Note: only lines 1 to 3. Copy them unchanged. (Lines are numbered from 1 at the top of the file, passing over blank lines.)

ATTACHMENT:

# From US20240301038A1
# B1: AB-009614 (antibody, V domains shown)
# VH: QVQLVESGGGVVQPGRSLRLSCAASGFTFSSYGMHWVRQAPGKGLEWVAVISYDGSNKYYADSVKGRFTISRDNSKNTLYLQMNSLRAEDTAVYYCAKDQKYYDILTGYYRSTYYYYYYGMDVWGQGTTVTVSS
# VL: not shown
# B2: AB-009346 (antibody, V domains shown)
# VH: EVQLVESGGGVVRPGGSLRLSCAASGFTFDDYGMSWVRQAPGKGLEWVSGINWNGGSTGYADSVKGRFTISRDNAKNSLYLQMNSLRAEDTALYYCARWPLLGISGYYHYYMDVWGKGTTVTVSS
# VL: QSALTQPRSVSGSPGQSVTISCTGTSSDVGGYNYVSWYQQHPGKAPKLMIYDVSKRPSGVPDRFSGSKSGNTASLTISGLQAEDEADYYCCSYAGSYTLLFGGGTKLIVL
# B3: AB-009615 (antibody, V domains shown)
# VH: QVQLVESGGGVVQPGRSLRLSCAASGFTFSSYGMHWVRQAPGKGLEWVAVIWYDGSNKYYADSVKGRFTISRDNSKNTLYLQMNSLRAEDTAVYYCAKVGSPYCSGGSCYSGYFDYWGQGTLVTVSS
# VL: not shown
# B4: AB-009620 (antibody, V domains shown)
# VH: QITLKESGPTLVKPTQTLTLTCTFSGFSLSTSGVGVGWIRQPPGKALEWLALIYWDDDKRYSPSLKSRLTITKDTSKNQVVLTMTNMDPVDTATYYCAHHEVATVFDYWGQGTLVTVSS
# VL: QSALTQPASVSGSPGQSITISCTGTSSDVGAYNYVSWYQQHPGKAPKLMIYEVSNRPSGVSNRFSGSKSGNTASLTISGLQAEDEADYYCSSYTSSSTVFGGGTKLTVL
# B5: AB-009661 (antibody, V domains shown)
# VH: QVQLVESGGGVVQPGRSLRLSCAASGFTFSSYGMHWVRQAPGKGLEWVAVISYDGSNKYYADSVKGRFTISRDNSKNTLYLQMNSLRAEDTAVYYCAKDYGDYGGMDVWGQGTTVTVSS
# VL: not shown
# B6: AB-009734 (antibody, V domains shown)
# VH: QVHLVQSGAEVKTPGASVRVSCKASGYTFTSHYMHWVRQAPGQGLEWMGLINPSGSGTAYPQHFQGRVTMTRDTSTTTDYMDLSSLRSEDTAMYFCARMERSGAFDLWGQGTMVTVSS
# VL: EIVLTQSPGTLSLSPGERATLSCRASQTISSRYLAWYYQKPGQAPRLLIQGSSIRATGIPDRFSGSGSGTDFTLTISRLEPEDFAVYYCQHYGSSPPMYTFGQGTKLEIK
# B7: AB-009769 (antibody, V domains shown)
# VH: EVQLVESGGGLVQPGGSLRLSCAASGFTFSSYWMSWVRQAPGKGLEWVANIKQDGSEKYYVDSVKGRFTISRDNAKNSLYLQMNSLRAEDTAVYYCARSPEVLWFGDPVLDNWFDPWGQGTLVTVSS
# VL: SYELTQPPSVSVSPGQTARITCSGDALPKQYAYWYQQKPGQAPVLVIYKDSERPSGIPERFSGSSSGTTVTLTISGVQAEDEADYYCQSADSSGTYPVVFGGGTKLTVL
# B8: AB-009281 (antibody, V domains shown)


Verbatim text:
# From US20240301038A1
# B1: AB-009614 (antibody, V domains shown)
# VH: QVQLVESGGGVVQPGRSLRLSCAASGFTFSSYGMHWVRQAPGKGLEWVAVISYDGSNKYYADSVKGRFTISRDNSKNTLYLQMNSLRAEDTAVYYCAKDQKYYDILTGYYRSTYYYYYYGMDVWGQGTTVTVSS